Recent Examples of bullet train from the Web
For comparison, Japan’s bullet trains can reach max speeds of 375 mph, and that’s at standard air pressures.
Some offered to build a bullet train or a Hyperloop (Elon Musk's superfast tube transportation system), while others offered as much as $7 billion in tax incentives.
Citizens are also venting against the Central government's plan for a $17-billion bullet train -- India's first - which would run from the city of Ahmedabad in Gujarat state into Mumbai.
Travelers can get between the cities even more quickly on the 15-minute bullet train between Shin-Osaka Station and Kyoto Station.
Amazon has no shortage of suitors, with cities – at times in painfully pun-laden language – attempting to woo the company with tax incentives, shovel-ready development sites and, in one case, a brand-new bullet train.
From there, the Trans-Siberian Railway will go directly to Hokkaido, which is about four hours from Tokyo via bullet train.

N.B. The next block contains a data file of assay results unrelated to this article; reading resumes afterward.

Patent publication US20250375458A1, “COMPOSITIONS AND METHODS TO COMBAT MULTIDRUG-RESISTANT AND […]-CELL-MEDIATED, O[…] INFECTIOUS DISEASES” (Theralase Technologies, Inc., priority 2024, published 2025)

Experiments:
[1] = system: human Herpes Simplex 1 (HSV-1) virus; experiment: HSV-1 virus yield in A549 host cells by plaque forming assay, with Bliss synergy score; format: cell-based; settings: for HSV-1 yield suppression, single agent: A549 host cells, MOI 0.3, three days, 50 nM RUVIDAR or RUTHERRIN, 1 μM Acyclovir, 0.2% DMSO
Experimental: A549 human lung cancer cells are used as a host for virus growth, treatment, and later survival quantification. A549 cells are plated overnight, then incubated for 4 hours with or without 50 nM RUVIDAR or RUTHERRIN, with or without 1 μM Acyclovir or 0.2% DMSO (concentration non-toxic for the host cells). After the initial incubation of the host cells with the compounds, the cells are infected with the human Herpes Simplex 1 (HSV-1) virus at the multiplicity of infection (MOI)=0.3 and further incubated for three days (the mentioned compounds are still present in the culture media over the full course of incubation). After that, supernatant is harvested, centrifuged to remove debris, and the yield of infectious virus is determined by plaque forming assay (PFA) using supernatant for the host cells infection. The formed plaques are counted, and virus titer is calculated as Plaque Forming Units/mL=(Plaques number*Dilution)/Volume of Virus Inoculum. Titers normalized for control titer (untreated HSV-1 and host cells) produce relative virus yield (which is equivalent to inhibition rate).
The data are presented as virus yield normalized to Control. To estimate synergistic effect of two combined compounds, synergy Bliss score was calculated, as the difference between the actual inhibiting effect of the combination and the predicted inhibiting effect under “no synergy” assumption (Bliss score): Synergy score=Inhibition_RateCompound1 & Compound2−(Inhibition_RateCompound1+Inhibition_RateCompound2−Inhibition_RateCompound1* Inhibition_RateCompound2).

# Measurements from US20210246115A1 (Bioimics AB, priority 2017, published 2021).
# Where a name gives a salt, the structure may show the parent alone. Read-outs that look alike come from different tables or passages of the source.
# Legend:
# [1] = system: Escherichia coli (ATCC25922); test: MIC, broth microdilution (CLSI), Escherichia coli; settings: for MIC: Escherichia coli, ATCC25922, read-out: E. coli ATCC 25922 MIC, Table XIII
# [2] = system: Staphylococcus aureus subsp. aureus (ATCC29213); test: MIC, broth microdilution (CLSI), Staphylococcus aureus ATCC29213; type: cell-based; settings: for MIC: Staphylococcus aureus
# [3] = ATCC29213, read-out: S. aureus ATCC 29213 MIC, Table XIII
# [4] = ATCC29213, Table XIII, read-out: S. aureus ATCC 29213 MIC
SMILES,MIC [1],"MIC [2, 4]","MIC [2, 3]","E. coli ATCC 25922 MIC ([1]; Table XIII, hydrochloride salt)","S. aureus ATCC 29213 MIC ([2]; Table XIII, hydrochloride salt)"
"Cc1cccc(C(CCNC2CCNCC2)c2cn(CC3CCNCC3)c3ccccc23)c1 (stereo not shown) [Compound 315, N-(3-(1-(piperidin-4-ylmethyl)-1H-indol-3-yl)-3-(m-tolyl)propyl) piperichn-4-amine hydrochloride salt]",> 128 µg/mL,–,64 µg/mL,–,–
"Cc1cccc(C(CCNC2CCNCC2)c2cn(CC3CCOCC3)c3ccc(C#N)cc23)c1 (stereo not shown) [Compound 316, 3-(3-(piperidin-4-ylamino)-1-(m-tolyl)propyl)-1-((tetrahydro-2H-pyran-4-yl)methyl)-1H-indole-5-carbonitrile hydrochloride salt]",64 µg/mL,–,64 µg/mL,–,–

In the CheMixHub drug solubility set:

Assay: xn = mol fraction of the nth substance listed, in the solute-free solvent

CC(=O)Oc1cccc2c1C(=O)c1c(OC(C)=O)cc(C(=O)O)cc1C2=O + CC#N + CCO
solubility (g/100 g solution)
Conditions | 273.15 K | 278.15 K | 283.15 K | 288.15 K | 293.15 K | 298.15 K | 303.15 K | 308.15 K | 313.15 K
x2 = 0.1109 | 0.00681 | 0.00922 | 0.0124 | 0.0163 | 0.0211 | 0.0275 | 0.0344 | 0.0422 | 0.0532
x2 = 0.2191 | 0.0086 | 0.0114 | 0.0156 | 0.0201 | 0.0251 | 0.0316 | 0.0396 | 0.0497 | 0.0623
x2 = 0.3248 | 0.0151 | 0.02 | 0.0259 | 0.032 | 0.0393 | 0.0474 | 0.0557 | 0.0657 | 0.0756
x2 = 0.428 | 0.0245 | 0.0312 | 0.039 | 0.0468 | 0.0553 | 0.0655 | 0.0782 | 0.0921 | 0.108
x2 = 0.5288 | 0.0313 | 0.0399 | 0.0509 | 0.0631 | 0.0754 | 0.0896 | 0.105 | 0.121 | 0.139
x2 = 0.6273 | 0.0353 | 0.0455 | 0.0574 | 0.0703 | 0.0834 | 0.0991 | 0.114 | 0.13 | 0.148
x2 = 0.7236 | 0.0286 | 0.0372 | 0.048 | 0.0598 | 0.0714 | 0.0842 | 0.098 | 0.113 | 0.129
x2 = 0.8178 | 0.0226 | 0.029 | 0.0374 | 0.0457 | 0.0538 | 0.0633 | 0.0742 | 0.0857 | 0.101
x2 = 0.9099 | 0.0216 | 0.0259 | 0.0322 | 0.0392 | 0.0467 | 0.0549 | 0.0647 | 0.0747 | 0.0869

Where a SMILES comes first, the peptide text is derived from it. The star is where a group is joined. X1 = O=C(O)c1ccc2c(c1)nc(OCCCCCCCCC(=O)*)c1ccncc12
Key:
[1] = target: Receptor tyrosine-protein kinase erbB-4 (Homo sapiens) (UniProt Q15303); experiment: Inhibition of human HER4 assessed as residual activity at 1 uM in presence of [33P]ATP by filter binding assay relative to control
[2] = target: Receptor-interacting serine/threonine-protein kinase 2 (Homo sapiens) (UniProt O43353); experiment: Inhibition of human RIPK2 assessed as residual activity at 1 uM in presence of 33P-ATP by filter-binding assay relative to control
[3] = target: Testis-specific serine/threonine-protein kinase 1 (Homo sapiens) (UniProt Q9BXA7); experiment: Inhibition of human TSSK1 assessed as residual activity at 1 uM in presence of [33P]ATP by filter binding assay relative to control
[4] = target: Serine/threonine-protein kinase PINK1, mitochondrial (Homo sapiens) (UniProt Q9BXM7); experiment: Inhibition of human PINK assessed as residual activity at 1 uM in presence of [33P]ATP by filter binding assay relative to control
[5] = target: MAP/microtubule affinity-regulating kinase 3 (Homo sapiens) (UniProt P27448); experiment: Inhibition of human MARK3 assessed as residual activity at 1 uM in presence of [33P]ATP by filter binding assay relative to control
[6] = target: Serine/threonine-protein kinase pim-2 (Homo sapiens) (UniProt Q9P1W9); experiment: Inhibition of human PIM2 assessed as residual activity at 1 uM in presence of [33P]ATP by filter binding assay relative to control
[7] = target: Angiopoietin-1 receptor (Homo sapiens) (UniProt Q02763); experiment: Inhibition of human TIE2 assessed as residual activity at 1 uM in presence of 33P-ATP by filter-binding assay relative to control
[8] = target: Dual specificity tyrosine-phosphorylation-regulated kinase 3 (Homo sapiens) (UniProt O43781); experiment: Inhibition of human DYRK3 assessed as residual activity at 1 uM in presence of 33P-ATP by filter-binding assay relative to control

While Japan's bullet trains can reach speeds of 200 mph, Amtrak's fastest trains can only go 150 mph on short sections of track.
Last year Japan extended its famous Shinkansen bullet train system to Sapporo, now just over four hours by rail from Tokyo, comparable to going from the city center to the airport and flying.
These example sentences are selected automatically from various online news sources to reflect current usage of the word 'bullet train.' Views expressed in the examples do not represent the opinion of Merriam-Webster or its editors. Send us feedback.
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